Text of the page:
i−1
) x
1
= x
1
0 x
1
= x
1
(16)
For x
2
,which is an instance of X
2
,m= 0,1,we deﬁne
P
M
i
((x
2
,m)pa
(X
2
),(u
k
,x
1
))
= P
M
i
(x
2
pa
(X
2
),u
k
) ×P(F(x
1
) = m)
(17)
Then for any instance n of N in model M
1
and M
2
,
P
M
1
(n) = P
M
2
(n) > 0 (18)
But for (s\{x
2
},(x
2
,0),t),
P
M
1
t
(s\{x
1
}) > 0.5a
(19)
P
M
2
t
(s\{x
1
}) < 0.5b +(a −b)/4 < 0.5a
(20)
Frommodels M
1
and M
2
,we conclude that P
T
(S\{X
1
})
is unidentiﬁable in G.
We deﬁne the sancestor set Dof S in Gto be an observ
able variable set for which S ⊆ D ⊆ N and D = An(S) in
G
D
.
Lemma 11 If D is an sancestor set of observable node set
S on graph G,then
D\S
Q[D] is identiﬁable if and only if
Q[D] is identiﬁable.
1153
Proof:The if part is easy since,if Q[D] is identiﬁable,
D\S
Q[D] is identiﬁable.
If Q[D] is unidentiﬁable,then we knowformthe lemma 9
that Q[D] is unidentiﬁable in graph G
,where G
is obtained
by removing fromGall links that exit nodes in D.
Because D is an sancestor set of S,we can ﬁnd an order
of nodes in D\S,say X
1
,...,X
k
,such that in graph G for
each X
i
,1 i k,there is a directed path from X
i
to one
node in S ∪ {X
1
,...,X
i−1
},and all nodes in the middle
of that path are unobservable.Assume for a given X
i
,1
i k,the link from X
i
in G that does not exist in G
is e
i
.
And graph G
i
is obtained by adding link e
i
to graph G
i−1
,
starting with G
0
= G
.
Note that Q[D] = P
N\D
(D) is unidentiﬁable in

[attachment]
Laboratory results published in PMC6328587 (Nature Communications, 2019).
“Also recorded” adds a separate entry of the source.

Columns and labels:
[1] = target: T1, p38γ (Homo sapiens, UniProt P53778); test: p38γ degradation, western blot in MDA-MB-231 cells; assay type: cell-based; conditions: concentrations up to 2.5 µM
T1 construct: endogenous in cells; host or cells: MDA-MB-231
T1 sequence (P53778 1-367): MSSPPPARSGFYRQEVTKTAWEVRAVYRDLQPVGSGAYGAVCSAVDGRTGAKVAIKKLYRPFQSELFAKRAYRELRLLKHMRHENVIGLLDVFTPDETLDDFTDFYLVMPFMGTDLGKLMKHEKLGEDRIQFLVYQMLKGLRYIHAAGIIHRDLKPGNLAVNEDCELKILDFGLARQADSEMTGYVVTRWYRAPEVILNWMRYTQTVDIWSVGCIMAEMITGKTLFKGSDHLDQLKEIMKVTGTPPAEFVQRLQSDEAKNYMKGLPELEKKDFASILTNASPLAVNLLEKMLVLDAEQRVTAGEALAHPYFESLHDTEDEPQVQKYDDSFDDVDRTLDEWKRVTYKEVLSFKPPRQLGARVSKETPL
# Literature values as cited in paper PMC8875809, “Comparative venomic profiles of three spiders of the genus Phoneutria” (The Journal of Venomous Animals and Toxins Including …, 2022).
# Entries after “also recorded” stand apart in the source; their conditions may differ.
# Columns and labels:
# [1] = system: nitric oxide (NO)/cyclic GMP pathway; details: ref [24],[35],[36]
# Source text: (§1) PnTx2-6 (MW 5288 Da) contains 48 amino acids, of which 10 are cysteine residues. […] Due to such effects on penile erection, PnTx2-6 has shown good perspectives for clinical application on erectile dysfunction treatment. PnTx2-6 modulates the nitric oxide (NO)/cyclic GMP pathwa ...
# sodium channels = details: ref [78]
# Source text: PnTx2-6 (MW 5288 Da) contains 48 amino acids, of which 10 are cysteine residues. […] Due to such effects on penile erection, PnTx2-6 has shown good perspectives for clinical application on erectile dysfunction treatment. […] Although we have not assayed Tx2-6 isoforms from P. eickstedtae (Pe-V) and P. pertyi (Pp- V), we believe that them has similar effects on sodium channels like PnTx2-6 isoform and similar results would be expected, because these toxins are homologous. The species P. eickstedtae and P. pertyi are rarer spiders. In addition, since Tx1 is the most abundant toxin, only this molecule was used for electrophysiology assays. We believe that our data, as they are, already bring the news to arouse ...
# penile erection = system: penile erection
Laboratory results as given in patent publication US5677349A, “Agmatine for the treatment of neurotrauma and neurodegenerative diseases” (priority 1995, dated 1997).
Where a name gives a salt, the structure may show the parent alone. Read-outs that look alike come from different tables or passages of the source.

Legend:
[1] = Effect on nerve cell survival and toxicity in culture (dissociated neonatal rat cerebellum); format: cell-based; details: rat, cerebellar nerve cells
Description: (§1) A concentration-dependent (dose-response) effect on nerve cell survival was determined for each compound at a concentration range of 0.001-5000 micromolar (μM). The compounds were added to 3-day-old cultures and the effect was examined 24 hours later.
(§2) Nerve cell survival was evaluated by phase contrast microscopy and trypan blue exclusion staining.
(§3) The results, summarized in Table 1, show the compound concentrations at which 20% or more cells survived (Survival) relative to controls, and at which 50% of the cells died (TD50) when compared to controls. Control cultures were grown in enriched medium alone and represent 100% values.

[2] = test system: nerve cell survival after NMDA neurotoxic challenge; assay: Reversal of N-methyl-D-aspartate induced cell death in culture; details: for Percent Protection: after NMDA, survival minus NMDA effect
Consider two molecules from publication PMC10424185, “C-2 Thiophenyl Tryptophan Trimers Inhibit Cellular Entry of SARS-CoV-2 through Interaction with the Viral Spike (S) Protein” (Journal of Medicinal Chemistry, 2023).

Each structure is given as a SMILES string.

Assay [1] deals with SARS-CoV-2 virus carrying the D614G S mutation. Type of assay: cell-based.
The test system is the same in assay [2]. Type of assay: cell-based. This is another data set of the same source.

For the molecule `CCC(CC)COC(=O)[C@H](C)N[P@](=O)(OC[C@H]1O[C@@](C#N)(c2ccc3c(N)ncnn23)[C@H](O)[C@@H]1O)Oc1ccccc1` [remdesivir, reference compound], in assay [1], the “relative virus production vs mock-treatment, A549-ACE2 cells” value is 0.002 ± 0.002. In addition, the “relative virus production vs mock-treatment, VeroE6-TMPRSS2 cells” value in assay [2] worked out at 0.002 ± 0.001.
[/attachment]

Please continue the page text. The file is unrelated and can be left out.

G
.From lemma 10,P
N\D
(D\{X
1
}) is unidentiﬁable
in graph G
1
.Using this lemma again,we have that
P
N\D
(D\{X
1
,X
2
}) is unidentiﬁable in graph G
2
,and,ﬁ
nally,we have that P
N\D
(S) is unidentiﬁable in graph G
k
.
Since G
k
is a subgraph of G,according to lemma 3,if
P
N\D
(S),which equals to
D\S
Q[D],is unidentiﬁable in
G
k
,then it is unidentiﬁable in G.
Based on the lemmas above,we can obtain an algorithm
to solve the identiﬁability problem on general Markovian
models.
What we want to compute is:
P
t
(s) =
N\(T∪S)
P
t
(n\t) =
N\(T∪S)
Q[N\T] (21)
Let D = An(S)
G
N\T
∩ N.D is an ancestral set
in graph G
N\T
,Lemma 1 allows us to conclude that
N\(T∪D)
Q[N\T] = Q[D].Therefore,we have:
P
t
(s) =
D\S
N\(T∪D)
Q[N\T] =
D\S
Q[D] (22)
Since D is a sancestor set of S,according to lemma 11,
D\S
Q[D] is identiﬁable if and only if Q[D] is identiﬁ
able.
AlgorithmComputing P
T
(S)
INPUT:two disjoint observable variable sets S,T ⊂ N.
OUTPUT:the expression for P
T
(S) or FAIL.
1.Let D = An(S)
G
N\T
∩N
2.Using the Computing Q[S] algorithm in last section to
compute Q[D].
3.If the algorithm returns FAIL,then output FAIL.
4.Else,output P
T
(S) =
D\S
Q[D]
Our discussion above shows,
Theorem2 The Computing P
T
(S) algorithm is sound and
complete.
Conclusion
In this paper,we review the identify algorithm for semi
Markovian graphs given by J.Tian and J.Pearl.We extend
that algorithm into an identify algorithm that can be used
on general causal graphs and prove that the extended algo
rithm is sound and complete.This result shows the power
of the algebraic approach to solving identiﬁability problems
and closes the identiﬁability problem.
Future work includes implementing the modiﬁed identify
algorithm and analyzing its efﬁciency,extending the results
of this paper to conditional causal effects,and providing an
explanation of the causal effect formula found by the iden
tify algorithm in terms of applications of the rules of the
graphical do calculus by J.Pearl in (Pearl 2000).